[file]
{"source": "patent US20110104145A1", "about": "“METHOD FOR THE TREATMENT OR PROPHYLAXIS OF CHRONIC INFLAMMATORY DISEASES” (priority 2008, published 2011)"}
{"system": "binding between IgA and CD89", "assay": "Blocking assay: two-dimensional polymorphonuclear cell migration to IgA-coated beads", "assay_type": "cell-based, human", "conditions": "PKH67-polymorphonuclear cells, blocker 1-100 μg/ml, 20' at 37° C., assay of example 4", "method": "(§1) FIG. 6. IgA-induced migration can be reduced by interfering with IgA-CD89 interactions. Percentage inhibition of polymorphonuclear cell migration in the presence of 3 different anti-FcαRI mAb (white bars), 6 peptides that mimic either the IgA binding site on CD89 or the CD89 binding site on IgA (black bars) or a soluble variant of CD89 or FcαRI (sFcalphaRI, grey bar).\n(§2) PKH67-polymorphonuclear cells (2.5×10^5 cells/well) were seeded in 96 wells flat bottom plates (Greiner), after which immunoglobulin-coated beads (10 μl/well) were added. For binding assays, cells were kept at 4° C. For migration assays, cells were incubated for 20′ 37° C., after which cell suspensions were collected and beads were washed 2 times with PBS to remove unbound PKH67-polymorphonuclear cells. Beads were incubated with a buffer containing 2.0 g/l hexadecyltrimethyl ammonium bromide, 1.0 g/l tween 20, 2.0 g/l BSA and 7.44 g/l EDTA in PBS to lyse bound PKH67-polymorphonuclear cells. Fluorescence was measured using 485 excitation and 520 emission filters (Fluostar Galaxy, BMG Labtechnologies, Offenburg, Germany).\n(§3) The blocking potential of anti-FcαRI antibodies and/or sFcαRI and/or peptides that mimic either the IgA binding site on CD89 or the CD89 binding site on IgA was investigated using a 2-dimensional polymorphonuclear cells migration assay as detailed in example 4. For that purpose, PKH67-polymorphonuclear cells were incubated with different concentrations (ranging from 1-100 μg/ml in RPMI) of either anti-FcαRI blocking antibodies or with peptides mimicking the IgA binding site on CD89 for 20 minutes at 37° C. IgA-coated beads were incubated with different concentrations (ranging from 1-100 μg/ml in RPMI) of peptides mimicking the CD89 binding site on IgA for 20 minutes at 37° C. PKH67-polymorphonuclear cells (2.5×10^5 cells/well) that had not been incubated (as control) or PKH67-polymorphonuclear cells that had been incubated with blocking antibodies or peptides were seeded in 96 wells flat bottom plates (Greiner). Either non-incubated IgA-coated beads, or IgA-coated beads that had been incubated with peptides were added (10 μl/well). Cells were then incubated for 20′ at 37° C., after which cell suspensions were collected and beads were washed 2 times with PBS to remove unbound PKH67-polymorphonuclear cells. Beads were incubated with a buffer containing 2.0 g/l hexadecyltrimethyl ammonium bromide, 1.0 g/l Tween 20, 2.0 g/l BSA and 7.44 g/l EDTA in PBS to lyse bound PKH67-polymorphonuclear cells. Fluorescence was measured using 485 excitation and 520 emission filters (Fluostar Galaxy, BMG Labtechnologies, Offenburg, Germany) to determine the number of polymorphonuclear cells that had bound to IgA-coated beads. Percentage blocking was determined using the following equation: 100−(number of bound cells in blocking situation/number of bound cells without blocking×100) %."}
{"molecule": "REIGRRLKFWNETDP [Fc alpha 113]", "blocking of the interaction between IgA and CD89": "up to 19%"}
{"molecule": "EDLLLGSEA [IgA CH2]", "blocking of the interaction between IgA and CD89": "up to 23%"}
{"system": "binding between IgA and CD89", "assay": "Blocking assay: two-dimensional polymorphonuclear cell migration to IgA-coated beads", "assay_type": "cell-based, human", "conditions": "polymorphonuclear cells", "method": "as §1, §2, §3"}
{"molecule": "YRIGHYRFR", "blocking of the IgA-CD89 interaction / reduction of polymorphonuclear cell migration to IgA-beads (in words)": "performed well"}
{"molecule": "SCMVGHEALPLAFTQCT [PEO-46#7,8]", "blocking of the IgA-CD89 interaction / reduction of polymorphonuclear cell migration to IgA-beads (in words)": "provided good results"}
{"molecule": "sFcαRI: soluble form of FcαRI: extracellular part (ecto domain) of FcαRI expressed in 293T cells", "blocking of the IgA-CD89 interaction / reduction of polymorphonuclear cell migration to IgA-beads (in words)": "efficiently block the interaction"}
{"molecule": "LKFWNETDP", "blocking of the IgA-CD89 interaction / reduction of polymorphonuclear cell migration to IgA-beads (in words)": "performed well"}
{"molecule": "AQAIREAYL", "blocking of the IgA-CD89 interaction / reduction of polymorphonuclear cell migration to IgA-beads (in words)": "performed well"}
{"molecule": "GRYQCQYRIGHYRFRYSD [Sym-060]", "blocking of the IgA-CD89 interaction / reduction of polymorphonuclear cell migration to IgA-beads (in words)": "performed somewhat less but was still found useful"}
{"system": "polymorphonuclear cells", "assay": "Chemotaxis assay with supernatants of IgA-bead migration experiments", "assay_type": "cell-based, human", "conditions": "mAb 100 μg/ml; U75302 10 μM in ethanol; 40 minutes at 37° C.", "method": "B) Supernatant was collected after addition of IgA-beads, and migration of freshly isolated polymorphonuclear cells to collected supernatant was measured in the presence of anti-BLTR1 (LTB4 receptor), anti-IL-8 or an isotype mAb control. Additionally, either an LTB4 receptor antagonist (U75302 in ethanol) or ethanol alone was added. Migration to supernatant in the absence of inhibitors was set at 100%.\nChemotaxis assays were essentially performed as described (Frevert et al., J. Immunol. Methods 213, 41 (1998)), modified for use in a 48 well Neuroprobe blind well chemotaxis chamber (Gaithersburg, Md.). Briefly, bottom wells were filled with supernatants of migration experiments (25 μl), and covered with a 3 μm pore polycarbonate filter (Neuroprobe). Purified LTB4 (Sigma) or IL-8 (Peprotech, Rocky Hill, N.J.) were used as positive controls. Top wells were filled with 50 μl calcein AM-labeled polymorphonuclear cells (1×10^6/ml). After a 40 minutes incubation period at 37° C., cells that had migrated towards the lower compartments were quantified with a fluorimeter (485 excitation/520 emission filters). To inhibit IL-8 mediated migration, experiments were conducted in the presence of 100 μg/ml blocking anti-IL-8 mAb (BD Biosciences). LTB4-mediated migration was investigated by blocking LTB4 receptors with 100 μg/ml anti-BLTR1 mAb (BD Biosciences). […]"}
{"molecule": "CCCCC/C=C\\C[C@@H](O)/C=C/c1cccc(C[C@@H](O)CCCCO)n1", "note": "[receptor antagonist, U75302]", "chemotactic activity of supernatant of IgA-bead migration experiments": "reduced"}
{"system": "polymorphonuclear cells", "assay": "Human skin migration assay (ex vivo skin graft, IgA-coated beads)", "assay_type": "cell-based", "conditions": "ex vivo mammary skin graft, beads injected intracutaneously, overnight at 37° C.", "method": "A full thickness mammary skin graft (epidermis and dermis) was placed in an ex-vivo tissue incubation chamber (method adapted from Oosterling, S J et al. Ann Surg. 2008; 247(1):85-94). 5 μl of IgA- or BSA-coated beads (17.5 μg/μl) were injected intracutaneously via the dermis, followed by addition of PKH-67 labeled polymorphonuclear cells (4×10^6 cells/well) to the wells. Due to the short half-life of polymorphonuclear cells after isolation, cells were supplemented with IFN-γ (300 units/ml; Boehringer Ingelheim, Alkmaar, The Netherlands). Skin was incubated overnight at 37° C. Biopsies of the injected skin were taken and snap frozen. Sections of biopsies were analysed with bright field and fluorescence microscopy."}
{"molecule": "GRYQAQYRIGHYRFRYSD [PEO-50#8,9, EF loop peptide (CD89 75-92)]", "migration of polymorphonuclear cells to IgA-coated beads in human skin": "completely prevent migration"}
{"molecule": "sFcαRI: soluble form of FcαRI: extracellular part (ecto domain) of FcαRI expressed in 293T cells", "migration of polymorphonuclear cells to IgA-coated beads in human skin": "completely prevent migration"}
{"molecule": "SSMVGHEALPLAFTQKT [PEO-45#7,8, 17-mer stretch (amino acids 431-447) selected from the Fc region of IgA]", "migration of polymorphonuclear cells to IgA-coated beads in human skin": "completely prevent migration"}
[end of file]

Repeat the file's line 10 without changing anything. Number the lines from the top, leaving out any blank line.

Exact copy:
{"molecule": "AQAIREAYL", "blocking of the IgA-CD89 interaction / reduction of polymorphonuclear cell migration to IgA-beads (in words)": "performed well"}